The biggest news of the capital markets in 2014 is likely to be energy. The price of oil has dropped from ~$106/barrel in late June to a low of ~$64 in December, a decline of approximately 40%. The carnage quickly spread throughout the energy value chain. Since energy is one of the largest and most widely owned sectors of the capital markets, it's safe to say that many people have felt the pinch in their portfolio and wonder what to do. Here's my appraisal of the situation.
The energy value chain starts with the commodity itself; it's the handle of the bullwhip, so to speak. All commodity markets are cyclical and prices are determined by the balance of supply and demand. Therefore, let's break things down in the context of supply and demand.
Energy is a basic input cost to the global economy. Changes in the demand for energy are largely a function of global growth. While certain economies have been performing well (U.S., U.K., etc.), many large blocks have been dragging down the pace of global GDP growth (E.U., China, etc.). While the demand for energy is still growing, the level of growth has been weak. This is not anything new; global GDP growth has been disappointing since "The Great Recession" of 2008/09. What is new is the picture for energy supplies. U.S. shale gas production is a phenomenon that has added enough production that supply has outstripped demand. When you have too many sellers chasing too few buyers, prices turn south. Hence, the dramatic decline in the price of oil.
Prices are now hovering around levels last seen in 2009, near the bottom of the last energy cycle. How are the supply/demand kinetics likely to affect the value chain going forward? For the demand side of the ledger, lower energy prices will reduce one of the primary input costs of a modern economy. Reducing input costs frees up capital for other purposes and is therefore a stimulant to global GDP growth. As discussed above, stronger global GDP growth will in turn increase the demand for energy. The supply side of the ledger is more difficult to understand because the incremental supply has come from North American shale production, a new industry comprised of thousands of independent producers. Additionally, key characteristics of shale gas production are that the shelf-life of oil/natural-gas wells average about three years, and the production thereof is front-loaded. Given these characteristics, combined with the challenging economics of production at these lower commodity prices, we're likely to see production go offline fairly quickly. Combine these supply/demand kinetics and you will see a picture of how the cycle self-corrects: lower oil prices stimulate global GDP and reduces incremental production.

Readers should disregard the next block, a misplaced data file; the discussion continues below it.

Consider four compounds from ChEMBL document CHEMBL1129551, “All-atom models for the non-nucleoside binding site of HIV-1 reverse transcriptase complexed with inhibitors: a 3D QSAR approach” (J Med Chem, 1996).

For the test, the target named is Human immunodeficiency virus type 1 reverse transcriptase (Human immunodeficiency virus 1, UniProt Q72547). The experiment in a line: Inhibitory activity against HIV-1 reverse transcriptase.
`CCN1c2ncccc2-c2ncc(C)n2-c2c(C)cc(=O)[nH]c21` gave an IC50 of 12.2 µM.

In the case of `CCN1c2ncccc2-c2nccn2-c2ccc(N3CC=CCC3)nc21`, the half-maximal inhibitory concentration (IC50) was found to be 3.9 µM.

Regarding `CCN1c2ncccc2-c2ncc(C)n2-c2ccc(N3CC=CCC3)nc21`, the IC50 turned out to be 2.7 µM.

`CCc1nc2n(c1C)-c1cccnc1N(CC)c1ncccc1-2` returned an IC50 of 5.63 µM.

For these reasons the cycle will eventually self-correct. As market participants search for a new equilibrium price, they often overshoot both to the upside and downside. I do not believe that oil prices in the mid-$60 range will become the new normal. It seems likely that pendulum has swung too far and that prices will eventually recover up. However, over any short-term time frame sentiment and momentum are unpredictable factors that could continue the current trends.
If you are one of the many investors with positions somewhere along the energy value chain, you've just been through the tough part of the cycle. Though it's impossible to say if there is more pain to come, we can see that there are many high-quality companies whose valuations haven't been this low since 2009, indicative of extreme pessimism. The best thing to do then would have been to wait it out. And for those with enough courage, look for bargains.
Brennan R. Redmond, CFA - Vice President
(This article contains the current opinions of the author but not necessarily those of Brighton Securities Corp. The author's opinions are subject to change without notice. This blog post is for informational purposes only. Forecasts, estimates, and certain information contained herein should not be considered as investment advice or a recommendation of any particular security, strategy or investment product. References to specific securities and their issuers are for illustrative purposes only and are not intended and should not be interpreted as recommendations to purchase or sell such securities.)